You should ask your doctor if you are unsure why you have been given
Hypovase, if you do not feel better or if you feel worse.

2

What you need to know before you take Hypovase

Do not take Hypovase:
* If you are allergic (hypersensitive) to prazosin, or to any similar drugs
(known as quinazoline drugs) or any of the other ingredients of this
medicine (listed in section 6). This may have caused itching, reddening of
the skin or difficulty in breathing.
* If you are under 12 years of age.
Warnings and precautions
Talk to your doctor, pharmacist or nurse before taking Hypovase.
Medicines are not always suitable for everyone. Your doctor needs to know
before you take Hypovase if any of the following apply to you:
* you have heart failure because of another heart condition, e.g. heart valve
disease, or a recent heart attack. If you have heart failure, Hypovase can
gradually become less helpful over several months. If this happens you
may notice swelling of your legs or ankles due to retention of fluid. This is
called ‘oedema’. If you develop oedema or weight gain, tell your doctor as
your doctor may need to change the dose of Hypovase or other medicines
you are taking.
* you have ever fainted after passing urine.
* you have liver or kidney disease.
* you are undergoing eye surgery because of a cataract (cloudiness of the
lens). This is because Hypovase may cause complications during the

Sometimes Hypovase can make you feel light-headed or weak particularly
when you first take it. This can happen when standing up and can
occasionally cause fainting. If the treatment makes you feel light-headed or
weak; lie down until you feel better. Get up slowly when you feel better. If
you are concerned, tell your doctor.
Hypovase is usually started at the lowest possible dose and gradually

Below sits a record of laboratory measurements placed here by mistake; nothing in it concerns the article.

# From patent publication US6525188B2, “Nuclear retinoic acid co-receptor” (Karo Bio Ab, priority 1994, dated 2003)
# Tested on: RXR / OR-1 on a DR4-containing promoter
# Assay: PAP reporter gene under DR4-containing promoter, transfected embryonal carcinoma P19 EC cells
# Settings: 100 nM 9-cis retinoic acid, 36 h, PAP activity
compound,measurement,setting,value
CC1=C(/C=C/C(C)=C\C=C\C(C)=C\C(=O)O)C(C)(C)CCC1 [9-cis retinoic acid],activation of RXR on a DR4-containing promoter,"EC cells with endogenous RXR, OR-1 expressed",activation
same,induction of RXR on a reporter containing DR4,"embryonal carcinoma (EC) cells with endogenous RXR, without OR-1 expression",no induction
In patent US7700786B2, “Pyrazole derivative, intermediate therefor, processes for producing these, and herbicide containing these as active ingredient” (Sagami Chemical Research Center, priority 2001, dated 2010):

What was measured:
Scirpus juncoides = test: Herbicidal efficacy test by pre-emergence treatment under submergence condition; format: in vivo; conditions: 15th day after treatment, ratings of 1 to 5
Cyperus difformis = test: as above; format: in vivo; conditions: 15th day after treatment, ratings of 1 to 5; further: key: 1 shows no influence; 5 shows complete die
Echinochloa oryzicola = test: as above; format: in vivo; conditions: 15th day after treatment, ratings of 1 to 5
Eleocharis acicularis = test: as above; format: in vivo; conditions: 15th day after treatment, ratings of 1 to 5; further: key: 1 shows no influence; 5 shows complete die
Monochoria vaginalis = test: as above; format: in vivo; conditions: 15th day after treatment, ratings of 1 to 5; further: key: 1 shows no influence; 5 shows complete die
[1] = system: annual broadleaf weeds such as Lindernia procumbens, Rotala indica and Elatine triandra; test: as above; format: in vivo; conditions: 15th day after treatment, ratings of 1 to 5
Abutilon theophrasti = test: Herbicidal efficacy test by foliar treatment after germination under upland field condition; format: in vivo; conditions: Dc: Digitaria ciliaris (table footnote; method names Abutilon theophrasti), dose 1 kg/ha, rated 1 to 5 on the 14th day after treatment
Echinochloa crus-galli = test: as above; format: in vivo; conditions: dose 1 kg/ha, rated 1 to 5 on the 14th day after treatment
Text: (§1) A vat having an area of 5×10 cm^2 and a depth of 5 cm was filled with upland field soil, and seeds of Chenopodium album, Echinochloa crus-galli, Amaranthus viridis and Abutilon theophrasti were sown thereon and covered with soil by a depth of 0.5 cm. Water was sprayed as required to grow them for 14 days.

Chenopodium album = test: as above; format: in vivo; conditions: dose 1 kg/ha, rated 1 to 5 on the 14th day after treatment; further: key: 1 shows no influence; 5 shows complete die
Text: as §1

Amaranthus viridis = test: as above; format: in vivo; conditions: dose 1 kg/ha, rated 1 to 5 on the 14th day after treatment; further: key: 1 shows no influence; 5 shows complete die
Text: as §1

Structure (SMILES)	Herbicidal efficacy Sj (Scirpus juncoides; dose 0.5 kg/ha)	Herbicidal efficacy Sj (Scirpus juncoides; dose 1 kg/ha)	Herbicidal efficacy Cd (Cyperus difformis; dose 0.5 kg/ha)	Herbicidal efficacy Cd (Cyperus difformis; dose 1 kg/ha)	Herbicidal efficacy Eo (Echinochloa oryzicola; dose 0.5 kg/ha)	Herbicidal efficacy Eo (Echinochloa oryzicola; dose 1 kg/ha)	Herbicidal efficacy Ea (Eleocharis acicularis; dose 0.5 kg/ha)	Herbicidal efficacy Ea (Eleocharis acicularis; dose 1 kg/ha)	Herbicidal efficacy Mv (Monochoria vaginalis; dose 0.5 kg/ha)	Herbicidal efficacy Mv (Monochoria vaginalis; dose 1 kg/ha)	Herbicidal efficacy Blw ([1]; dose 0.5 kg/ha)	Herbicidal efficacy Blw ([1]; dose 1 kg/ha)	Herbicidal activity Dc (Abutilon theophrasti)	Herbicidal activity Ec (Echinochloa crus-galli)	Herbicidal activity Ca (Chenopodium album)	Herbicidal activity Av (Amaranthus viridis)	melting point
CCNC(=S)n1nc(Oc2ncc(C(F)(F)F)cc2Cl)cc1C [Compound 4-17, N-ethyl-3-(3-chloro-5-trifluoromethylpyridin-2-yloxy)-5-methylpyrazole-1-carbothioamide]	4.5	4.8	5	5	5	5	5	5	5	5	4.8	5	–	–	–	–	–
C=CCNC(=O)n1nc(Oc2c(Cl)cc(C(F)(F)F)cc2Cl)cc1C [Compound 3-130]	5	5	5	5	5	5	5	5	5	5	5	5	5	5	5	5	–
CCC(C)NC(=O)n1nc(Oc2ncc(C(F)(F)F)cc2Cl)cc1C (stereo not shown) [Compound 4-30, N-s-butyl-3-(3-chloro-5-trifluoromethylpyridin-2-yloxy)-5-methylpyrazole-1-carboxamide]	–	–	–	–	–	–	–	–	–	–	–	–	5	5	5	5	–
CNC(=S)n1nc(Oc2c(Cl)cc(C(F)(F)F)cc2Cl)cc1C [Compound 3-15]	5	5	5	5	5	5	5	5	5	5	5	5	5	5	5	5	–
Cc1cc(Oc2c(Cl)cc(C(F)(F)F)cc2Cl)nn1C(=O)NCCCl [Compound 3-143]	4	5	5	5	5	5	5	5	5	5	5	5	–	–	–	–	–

increased, depending on how you respond to treatment. Do not change the
dose or stop taking the tablets without first checking with your doctor. Make
sure you get a new prescription before your tablets run out.
In elderly patients, Hypovase will always be started at the lowest possible
dose.
High blood pressure (hypertension)
The recommended starting dose is one 0.5 mg tablet, two or three times a
day for 3 to 7 days with the starting dose taken in the evening.
The dose is usually then increased to a 1 mg tablet taken two or three times
a day for a further 3 to 7 days. Your doctor may then advise you to gradually
increase the dose further (up to a maximum of 20 mg daily) depending on
how your blood pressure has responded to treatment.
Heart failure
The recommended starting dose is one 0.5 mg tablet taken two, three or
four times a day.
Your doctor may then advise you to increase the dose further (up to a
maximum of 20 mg daily) depending on how you have responded to
treatment.
Raynaud’s disease
The recommended starting dose is one 0.5 mg tablet, twice a day for 3 to 7
days.
Your doctor may then advise you to increase the dose further (up to 2 mg
twice a day) depending on how you have responded to treatment.

Ref: 1758/020518/1/B

®

Hypovase 1mg tablets
(prazosin hydrochloride)
Patient Information Leaflet (continued)
Enlarged prostate
The recommended starting dose is one 0.5 mg tablet, twice a day for 3 to 7
days, with the initial dose taken in the evening. Your doctor may then advise
you to increase the dose further (up to 2 mg twice a day) depending on how
you have responded to treatment.
Patients with moderate to severe kidney disease and liver disease
The recommended starting dose is one 0.5 mg tablet taken daily. Your
doctor will monitor your response to the treatment and any dose increase will
be made by your doctor with caution.
If you take more Hypovase than you should
If you accidentally take too much Hypovase, contact your doctor immediately
or go to your nearest hospital casualty department. Always take the labelled
medicine package with you, whether there is any Hypovase left or not.
If you forget to take Hypovase
If you forget to take a dose, take it as soon as you remember unless it is
time for your next dose. Do not take a double dose to make up for a
forgotten dose.
If you stop taking Hypovase
Do not stop taking Hypovase unless your doctor tells you to. Your condition
may return if you stop using Hypovase.
If you have any further questions on the use of this medicine, ask your
doctor or pharmacist.

*
*
*
*
*
*
*
*

Reporting of side effects
If you get any side effects, talk to your doctor or pharmacist. This includes
any possible side effects not listed on this leaflet. You can also report side